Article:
Thus began a weird diplomatic intrigue that led last week to the downfall of Husain Haqqani, Pakistan’s suave ambassador to Washington, and is still making waves in Islamabad. Ijaz, 50, a Pakistani American who grew up in rural Virginia, is at the center of the squall, a place the self-described “citizen diplomat” has landed before.
Rather than sailing, Ijaz says, he immediately phoned Haqqani, who’d sent the message, and spent the next several hours working back-channel Washington contacts at the ambassador’s request. He and Haqqani, who have known each other for years, exchanged messages using what Ijaz says were coded phrases — including “the three stooges” and “a sledgehammer with a golden handle.”
Why the secret-squirrel stuff? Because, by Ijaz’s account, Haqqani and Pakistani President Asif Ali Zardari were trying to prevent a coup by the country’s generals in the days after U.S. Navy SEALs killed Osama bin Laden. This involved getting a single-page, unsigned memo — seeking U.S. help to neuter Pakistan’s army and spy service — to the Pentagon.
Ijaz is the bluff character behind the scandal dubbed “Memogate” by the Pakistani media. His version of events is vehemently disputed by Haqqani, whose role in the affair is now the subject of inquiries by Pakistan’s Parliament and Supreme Court. On Thursday, the court barred Haqqani from leaving Pakistan while it conducts a three-week investigation.
The matter would not have morphed into another “gate” had Ijaz not penned a Financial Times column in October calling for a clampdown on Pakistan’s jihadi-coddling spy service. Therein, he disclosed the existence of the memo and said it was delivered on the instructions of a “senior Pakistani diplomat.” Though the op-ed did not specifically name Haqqani, the connection was fairly obvious to insiders.
Critics call Ijaz an attention-craving Walter Mitty type, prone to exaggerating his importance in this and other murky international negotiations he has undertaken since the mid-1990s. But he calls himself a force for good, working to expose corrupt regimes, fight terrorism and uplift the oppressed, particularly in Muslim countries.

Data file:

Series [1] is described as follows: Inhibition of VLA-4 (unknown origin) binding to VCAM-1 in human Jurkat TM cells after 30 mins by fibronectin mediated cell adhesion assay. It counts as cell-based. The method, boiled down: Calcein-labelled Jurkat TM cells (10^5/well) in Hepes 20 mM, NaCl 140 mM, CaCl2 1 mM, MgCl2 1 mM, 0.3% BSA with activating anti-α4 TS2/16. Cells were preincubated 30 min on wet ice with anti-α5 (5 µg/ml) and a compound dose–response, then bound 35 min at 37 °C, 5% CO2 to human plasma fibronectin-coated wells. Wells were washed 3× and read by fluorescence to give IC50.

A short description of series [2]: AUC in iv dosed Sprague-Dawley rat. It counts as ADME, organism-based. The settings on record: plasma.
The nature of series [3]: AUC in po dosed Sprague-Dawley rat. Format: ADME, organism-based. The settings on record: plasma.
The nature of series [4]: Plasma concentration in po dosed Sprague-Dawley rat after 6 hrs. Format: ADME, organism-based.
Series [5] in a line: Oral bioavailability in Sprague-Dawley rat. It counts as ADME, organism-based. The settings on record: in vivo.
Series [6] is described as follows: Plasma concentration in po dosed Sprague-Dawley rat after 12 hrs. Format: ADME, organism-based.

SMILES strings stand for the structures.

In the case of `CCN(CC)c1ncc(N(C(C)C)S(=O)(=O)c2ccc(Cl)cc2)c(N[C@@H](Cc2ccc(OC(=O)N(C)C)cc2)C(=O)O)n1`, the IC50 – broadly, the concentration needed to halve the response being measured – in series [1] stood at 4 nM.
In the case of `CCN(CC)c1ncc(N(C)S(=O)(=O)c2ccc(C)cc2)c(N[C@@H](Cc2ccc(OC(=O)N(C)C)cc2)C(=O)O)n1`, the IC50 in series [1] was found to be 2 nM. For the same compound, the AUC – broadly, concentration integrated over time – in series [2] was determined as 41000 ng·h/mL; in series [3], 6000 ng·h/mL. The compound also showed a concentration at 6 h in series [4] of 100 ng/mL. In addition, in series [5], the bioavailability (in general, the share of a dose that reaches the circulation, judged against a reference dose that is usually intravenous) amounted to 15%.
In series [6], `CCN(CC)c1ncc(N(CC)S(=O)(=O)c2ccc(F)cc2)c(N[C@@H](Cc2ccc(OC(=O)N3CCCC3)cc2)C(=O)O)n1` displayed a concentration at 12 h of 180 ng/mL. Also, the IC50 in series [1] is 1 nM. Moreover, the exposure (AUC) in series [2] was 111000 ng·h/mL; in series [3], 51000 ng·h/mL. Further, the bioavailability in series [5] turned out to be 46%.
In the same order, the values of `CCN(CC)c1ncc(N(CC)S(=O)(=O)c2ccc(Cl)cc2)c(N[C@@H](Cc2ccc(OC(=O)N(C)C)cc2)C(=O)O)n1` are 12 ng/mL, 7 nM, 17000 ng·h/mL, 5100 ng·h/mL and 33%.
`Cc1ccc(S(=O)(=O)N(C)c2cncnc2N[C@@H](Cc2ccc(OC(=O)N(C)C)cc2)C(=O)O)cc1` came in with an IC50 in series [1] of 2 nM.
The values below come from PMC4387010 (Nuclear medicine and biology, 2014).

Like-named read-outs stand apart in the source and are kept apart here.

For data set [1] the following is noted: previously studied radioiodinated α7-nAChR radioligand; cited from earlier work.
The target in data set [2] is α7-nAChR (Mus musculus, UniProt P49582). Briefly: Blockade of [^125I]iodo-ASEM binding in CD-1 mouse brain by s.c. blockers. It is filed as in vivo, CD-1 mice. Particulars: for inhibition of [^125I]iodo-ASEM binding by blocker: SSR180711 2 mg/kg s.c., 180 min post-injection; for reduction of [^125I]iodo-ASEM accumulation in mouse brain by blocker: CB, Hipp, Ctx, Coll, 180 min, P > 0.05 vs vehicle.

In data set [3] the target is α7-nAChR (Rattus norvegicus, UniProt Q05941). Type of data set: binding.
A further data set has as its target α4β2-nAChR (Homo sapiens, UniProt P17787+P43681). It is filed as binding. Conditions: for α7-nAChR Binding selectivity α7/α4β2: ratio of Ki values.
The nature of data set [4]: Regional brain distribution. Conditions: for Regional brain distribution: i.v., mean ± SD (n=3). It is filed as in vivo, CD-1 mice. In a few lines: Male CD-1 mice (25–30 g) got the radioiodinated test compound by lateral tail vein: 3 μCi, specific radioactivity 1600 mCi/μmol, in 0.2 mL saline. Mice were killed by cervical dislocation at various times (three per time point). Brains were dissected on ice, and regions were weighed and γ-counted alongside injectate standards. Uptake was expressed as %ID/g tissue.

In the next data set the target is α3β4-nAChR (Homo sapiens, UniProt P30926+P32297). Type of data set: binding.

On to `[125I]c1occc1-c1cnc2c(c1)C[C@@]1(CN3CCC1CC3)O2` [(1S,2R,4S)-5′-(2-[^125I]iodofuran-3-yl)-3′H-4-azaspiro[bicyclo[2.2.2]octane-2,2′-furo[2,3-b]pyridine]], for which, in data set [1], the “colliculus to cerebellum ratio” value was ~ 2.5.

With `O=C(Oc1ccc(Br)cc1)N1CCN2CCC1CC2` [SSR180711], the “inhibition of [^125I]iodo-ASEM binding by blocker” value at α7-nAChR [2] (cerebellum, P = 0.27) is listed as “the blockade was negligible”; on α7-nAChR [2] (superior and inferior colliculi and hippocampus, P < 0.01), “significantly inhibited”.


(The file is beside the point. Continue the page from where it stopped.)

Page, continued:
“I am driven by a sense of injustice,” he declares. “I believe I can change the world. . . . I fundamentally believe that my words, my actions, my interventions [in foreign affairs] have changed the course of history.”
Maybe so, but the only thing certain in Memogate is that the once warm and breezy relationship between Haqqani and Ijaz, two like-minded advocates for democracy in Pakistan, has hit an iceberg.
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The use of private conduits such as Ijaz is not unusual: Such people can prove useful to governments in making unofficial overtures to other governments. The memo, addressed to Adm. Mike Mullen, then chairman of the Joint Chiefs of Staff, said Zardari was willing to install a “new national security team” that would root out terrorists, including other al-Qaeda members sheltered by the Pakistani military. The document reached Mullen by way of Ijaz’s friend James L. Jones, the retired Marine general and former national security adviser.